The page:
It is common to feel embarrassment, shame or fear when talking about sexual health. However, these feelings should not stop you from getting help.
Doctors and nurses are trained to look after our health and they deal with sexual health matters all the time. If you talk to a doctor or nurse about your health, it will remain private and confidential.
Sexual health tests are free, painless and confidential.
who should get a sexual health test?
- Someone who is starting a sexual relationship
- Someone who is or was sexually active and has not been tested
- Someone who is or was injecting drugs and has not been tested
- Someone who thinks they may have received non-tested blood products or had non-sterile injections or medical procedures in Australia or overseas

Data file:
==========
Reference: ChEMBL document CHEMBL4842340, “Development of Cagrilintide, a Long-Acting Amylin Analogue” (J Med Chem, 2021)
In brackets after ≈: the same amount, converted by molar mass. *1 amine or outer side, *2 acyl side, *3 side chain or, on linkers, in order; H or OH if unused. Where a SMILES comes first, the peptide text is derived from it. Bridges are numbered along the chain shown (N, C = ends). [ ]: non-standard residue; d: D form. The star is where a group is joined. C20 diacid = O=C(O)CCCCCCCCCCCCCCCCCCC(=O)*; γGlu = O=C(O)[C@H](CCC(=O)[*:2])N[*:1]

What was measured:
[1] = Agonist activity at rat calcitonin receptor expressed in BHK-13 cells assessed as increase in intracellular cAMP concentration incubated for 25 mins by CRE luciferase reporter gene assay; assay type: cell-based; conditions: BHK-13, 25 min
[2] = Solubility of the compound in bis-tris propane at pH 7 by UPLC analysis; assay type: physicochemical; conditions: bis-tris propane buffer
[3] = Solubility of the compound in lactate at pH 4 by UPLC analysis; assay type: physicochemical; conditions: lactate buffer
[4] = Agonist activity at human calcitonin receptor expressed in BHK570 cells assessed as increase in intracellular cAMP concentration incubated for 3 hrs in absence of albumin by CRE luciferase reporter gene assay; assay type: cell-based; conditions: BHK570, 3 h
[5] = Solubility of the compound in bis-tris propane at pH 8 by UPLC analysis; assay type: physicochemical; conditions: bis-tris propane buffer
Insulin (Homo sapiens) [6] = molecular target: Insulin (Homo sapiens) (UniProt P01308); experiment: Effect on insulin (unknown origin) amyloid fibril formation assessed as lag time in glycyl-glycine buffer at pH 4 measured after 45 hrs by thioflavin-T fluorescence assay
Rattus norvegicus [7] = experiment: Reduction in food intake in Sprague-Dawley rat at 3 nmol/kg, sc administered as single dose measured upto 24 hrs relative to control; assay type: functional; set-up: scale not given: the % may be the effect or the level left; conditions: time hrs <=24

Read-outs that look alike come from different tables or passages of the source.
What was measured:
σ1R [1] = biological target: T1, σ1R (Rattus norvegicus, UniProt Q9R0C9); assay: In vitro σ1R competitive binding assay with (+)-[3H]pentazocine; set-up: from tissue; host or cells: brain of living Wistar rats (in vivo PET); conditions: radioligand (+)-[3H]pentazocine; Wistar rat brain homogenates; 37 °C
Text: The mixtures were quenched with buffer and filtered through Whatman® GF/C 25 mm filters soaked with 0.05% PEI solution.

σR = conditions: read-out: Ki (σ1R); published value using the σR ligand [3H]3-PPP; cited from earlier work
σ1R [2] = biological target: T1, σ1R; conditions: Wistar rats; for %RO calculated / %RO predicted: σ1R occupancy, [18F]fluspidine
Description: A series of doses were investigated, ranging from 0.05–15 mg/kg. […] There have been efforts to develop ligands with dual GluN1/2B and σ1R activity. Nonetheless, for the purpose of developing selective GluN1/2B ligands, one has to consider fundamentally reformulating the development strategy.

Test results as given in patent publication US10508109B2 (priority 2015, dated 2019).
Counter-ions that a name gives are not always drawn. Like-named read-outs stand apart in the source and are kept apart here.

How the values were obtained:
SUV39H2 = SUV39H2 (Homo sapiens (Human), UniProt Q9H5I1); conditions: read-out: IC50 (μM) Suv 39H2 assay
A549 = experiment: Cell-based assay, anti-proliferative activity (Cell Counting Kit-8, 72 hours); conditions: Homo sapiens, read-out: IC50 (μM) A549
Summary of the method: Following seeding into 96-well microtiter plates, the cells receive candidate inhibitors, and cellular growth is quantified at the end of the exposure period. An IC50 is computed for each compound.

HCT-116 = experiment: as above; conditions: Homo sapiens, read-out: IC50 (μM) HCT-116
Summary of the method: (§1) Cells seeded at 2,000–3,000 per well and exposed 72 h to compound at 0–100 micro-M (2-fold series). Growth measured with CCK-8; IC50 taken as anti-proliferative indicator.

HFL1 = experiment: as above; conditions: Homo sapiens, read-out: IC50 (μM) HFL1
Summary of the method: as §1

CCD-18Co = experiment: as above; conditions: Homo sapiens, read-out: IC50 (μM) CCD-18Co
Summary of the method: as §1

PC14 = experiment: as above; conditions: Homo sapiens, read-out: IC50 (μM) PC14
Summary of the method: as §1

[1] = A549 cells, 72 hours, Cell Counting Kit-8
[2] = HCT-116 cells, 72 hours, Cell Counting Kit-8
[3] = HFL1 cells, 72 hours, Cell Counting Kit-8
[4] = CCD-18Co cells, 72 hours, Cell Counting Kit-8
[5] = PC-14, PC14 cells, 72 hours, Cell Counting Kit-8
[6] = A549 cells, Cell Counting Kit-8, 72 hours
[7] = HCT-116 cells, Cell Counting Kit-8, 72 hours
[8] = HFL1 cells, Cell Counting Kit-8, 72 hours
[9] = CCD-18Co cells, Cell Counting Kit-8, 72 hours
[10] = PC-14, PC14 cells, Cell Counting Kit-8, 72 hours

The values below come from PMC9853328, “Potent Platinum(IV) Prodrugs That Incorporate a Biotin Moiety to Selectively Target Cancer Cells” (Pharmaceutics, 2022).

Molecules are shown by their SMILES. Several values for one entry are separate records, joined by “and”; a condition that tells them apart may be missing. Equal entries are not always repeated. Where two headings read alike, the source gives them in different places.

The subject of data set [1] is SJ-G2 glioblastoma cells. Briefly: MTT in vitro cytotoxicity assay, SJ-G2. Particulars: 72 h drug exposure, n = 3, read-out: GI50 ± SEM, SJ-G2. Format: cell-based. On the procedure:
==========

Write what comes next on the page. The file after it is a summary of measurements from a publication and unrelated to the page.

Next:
why get tested?
A lot of infections are easily treated - the sooner a person finds out they are infected, the sooner they can begin treatment.
Many infections can cause you a lot of harm if they are not treated. Again, the sooner you find out the less harm will be done.
what does the test involve?
Testing for HIV and hepatitis involves blood samples. Testing for STIs can involve swabs or urine samples. Results from the tests can take one to two weeks.
what happens afterwards?
People experience different reactions when they receive test results. People who find out they have infections can experience shock, relief, anger, shame, fear or sadness.
No matter what the result on your test, you can receive counselling from the person who does the testing, to make sure you understand the results and that you have support.
where can I get tested?
You can get tested at your local community health centre or general practitioner.
You can also get tested at the Melbourne Sexual Health Centre , on Swanston Street in Melbourne city.
Call them on (03) 9347 0244 or visit www.mshc.org.au